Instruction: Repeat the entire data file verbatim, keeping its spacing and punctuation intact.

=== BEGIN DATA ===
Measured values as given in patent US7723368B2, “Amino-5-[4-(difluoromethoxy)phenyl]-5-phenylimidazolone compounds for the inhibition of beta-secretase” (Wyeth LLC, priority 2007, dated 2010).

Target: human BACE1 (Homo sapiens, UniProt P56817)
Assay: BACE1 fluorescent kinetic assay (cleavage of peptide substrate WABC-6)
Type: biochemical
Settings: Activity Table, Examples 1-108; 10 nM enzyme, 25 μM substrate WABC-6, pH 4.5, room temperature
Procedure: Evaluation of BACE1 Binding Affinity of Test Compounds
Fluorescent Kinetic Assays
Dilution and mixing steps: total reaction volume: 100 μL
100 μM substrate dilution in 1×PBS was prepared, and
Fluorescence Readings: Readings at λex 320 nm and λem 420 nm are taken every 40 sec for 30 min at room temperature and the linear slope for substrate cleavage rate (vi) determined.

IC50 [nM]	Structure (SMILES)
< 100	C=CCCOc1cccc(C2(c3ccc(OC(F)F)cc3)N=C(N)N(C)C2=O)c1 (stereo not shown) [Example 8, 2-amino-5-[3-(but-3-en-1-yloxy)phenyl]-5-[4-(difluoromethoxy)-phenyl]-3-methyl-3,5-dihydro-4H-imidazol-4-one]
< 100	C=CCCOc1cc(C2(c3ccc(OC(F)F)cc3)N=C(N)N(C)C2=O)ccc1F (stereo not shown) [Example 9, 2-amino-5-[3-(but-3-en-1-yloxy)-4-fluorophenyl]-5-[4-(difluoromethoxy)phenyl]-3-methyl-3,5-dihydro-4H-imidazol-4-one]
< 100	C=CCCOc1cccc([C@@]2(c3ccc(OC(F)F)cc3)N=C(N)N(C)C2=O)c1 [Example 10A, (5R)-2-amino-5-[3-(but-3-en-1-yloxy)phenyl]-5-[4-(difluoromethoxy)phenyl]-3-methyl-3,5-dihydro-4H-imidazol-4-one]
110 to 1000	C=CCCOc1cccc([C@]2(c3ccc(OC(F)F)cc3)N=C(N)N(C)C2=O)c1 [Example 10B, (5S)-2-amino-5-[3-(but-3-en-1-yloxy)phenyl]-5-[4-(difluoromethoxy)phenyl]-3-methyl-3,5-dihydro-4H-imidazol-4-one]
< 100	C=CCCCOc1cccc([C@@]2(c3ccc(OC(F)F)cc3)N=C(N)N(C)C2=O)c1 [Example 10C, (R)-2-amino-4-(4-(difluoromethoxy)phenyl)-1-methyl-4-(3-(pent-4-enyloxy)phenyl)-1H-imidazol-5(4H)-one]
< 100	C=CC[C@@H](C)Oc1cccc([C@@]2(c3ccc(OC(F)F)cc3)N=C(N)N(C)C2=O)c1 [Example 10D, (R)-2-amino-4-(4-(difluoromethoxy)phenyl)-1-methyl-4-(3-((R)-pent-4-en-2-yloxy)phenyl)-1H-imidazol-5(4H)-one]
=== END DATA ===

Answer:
Measured values as given in patent US7723368B2, “Amino-5-[4-(difluoromethoxy)phenyl]-5-phenylimidazolone compounds for the inhibition of beta-secretase” (Wyeth LLC, priority 2007, dated 2010).

Target: human BACE1 (Homo sapiens, UniProt P56817)
Assay: BACE1 fluorescent kinetic assay (cleavage of peptide substrate WABC-6)
Type: biochemical
Settings: Activity Table, Examples 1-108; 10 nM enzyme, 25 μM substrate WABC-6, pH 4.5, room temperature
Procedure: Evaluation of BACE1 Binding Affinity of Test Compounds
Fluorescent Kinetic Assays
Dilution and mixing steps: total reaction volume: 100 μL
100 μM substrate dilution in 1×PBS was prepared, and
Fluorescence Readings: Readings at λex 320 nm and λem 420 nm are taken every 40 sec for 30 min at room temperature and the linear slope for substrate cleavage rate (vi) determined.

IC50 [nM]	Structure (SMILES)
< 100	C=CCCOc1cccc(C2(c3ccc(OC(F)F)cc3)N=C(N)N(C)C2=O)c1 (stereo not shown) [Example 8, 2-amino-5-[3-(but-3-en-1-yloxy)phenyl]-5-[4-(difluoromethoxy)-phenyl]-3-methyl-3,5-dihydro-4H-imidazol-4-one]
< 100	C=CCCOc1cc(C2(c3ccc(OC(F)F)cc3)N=C(N)N(C)C2=O)ccc1F (stereo not shown) [Example 9, 2-amino-5-[3-(but-3-en-1-yloxy)-4-fluorophenyl]-5-[4-(difluoromethoxy)phenyl]-3-methyl-3,5-dihydro-4H-imidazol-4-one]
< 100	C=CCCOc1cccc([C@@]2(c3ccc(OC(F)F)cc3)N=C(N)N(C)C2=O)c1 [Example 10A, (5R)-2-amino-5-[3-(but-3-en-1-yloxy)phenyl]-5-[4-(difluoromethoxy)phenyl]-3-methyl-3,5-dihydro-4H-imidazol-4-one]
110 to 1000	C=CCCOc1cccc([C@]2(c3ccc(OC(F)F)cc3)N=C(N)N(C)C2=O)c1 [Example 10B, (5S)-2-amino-5-[3-(but-3-en-1-yloxy)phenyl]-5-[4-(difluoromethoxy)phenyl]-3-methyl-3,5-dihydro-4H-imidazol-4-one]
< 100	C=CCCCOc1cccc([C@@]2(c3ccc(OC(F)F)cc3)N=C(N)N(C)C2=O)c1 [Example 10C, (R)-2-amino-4-(4-(difluoromethoxy)phenyl)-1-methyl-4-(3-(pent-4-enyloxy)phenyl)-1H-imidazol-5(4H)-one]
< 100	C=CC[C@@H](C)Oc1cccc([C@@]2(c3ccc(OC(F)F)cc3)N=C(N)N(C)C2=O)c1 [Example 10D, (R)-2-amino-4-(4-(difluoromethoxy)phenyl)-1-methyl-4-(3-((R)-pent-4-en-2-yloxy)phenyl)-1H-imidazol-5(4H)-one]